lunes, 14 de julio de 2014

Saharan remains may be evidence of first race war, 13,000 years ago


3/4. independent.co.uk

Scientists are investigating what may be the oldest identified race war 13,000 years after it raged on the fringes of the Sahara.

French scientists working in collaboration with the British Museum have been examining dozens of skeletons, a majority of whom appear to have been killed by archers using flint-tipped arrows.

The bones – from Jebel Sahaba on the east bank of the Nile in northern Sudan – are from victims of the world’s oldest known relatively large-scale human armed conflict.

2/7. Map of cemetery 117 at Jebel Sahaba. The red dots indicate those who experienced a violent death. blog.britishmuseum.org

Over the past two years anthropologists from Bordeaux University have discovered literally dozens of previously undetected arrow impact marks and flint arrow head fragments on and around the bones of the victims.

This is in addition to many arrow heads and impact marks already found embedded in some of the bones during an earlier examination of the skeletons back in the 1960s. The remains – the contents of an entire early cemetery – were found in 1964 by the prominent American archaeologist, Fred Wendorf, but, until the current investigations, had  never been examined using more modern, 21 century, technology.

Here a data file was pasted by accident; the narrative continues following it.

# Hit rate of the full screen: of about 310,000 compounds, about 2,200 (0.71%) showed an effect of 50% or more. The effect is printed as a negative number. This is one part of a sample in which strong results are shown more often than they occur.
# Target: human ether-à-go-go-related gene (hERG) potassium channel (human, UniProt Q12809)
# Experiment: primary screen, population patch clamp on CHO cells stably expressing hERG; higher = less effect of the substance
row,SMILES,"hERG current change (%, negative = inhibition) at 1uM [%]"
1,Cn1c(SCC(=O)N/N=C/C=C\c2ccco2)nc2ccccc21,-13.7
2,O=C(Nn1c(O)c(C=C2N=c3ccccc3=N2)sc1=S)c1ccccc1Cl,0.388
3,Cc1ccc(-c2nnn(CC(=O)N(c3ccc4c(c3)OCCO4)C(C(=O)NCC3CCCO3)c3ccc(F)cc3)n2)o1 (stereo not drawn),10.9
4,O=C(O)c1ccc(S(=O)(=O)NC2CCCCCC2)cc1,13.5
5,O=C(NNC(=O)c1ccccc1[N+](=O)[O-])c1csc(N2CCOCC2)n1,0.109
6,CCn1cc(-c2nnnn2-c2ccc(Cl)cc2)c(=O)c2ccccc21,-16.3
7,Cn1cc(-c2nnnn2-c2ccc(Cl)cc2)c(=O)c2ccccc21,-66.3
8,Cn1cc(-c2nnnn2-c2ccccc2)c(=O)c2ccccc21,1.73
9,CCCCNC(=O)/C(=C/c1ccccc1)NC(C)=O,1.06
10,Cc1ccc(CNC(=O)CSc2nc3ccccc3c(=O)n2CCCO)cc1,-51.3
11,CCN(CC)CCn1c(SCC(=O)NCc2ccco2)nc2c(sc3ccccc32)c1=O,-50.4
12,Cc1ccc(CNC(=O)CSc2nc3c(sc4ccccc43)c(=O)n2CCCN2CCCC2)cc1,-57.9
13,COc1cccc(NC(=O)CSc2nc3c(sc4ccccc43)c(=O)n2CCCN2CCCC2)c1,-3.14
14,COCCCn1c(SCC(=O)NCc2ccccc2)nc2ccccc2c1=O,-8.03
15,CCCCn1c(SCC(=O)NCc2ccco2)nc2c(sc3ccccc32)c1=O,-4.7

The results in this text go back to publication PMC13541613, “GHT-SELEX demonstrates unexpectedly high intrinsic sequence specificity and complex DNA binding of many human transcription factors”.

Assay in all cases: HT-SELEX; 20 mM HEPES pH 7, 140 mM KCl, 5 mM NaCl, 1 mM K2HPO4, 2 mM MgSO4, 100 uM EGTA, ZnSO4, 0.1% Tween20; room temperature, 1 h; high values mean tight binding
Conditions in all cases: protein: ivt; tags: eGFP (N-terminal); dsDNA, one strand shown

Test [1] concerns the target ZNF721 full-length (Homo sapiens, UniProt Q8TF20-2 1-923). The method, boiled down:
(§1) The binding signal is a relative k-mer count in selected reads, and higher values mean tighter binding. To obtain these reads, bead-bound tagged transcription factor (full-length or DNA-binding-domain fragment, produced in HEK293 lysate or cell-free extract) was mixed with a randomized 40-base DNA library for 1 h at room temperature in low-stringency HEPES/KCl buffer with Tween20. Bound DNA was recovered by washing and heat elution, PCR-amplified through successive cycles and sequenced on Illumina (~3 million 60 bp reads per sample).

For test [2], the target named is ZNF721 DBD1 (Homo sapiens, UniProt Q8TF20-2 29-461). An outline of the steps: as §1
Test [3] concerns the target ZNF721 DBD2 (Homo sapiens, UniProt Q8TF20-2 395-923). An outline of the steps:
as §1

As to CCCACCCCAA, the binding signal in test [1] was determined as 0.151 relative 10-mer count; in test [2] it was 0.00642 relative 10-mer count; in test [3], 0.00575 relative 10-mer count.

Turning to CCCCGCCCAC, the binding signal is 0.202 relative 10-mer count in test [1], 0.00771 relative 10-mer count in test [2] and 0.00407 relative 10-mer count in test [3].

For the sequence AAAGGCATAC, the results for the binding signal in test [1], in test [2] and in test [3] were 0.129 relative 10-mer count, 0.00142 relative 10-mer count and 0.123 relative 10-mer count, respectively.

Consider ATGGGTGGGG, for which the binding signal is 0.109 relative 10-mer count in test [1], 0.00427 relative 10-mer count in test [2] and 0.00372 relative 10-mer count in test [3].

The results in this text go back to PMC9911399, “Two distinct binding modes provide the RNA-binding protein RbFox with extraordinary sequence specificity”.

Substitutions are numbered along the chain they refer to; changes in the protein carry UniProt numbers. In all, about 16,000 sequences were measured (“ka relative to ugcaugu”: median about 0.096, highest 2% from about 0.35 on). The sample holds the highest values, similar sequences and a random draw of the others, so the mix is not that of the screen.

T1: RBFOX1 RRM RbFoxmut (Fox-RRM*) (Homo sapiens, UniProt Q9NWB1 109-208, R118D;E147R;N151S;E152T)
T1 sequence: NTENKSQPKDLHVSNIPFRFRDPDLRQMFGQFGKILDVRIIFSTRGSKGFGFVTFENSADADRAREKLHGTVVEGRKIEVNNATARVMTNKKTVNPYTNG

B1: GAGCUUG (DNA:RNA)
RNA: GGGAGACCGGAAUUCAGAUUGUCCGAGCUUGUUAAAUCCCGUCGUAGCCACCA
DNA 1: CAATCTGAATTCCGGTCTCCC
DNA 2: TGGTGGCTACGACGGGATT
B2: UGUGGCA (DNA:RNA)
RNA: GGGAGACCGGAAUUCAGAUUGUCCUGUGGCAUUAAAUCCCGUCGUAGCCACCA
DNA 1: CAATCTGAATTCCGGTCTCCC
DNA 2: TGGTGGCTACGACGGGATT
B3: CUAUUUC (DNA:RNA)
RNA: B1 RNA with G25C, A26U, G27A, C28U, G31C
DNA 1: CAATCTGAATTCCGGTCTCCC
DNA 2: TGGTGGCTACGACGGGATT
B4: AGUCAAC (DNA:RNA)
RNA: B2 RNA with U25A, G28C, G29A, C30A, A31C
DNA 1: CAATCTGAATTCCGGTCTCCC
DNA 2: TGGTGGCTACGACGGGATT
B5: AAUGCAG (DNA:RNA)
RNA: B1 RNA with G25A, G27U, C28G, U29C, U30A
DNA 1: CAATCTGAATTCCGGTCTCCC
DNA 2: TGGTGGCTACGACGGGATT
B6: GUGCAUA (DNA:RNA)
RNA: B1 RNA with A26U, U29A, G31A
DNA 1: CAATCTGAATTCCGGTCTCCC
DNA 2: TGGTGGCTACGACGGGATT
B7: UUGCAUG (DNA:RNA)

4/7. Scanning electron microscope image of a weapon fragment embedded in the pelvis bone of Burial 21, Jebel Sahaba. blog.britishmuseum.org

Some of the skeletal material has just gone on permanent display as part of the British Museum’s new Early Egypt gallery which opens officially today. The bones – from Jebel Sahaba on the east bank of the River Nile in northern Sudan – are from victims of the world’s oldest known relatively large-scale human armed conflict. [...] independent.co.uk  /  Link 2  /  Link 3


Actualización 16-07-14: Hallan evidencias en el norte de Sudán del primer conflicto armado a gran escala en la historia humana: hace 13.000 años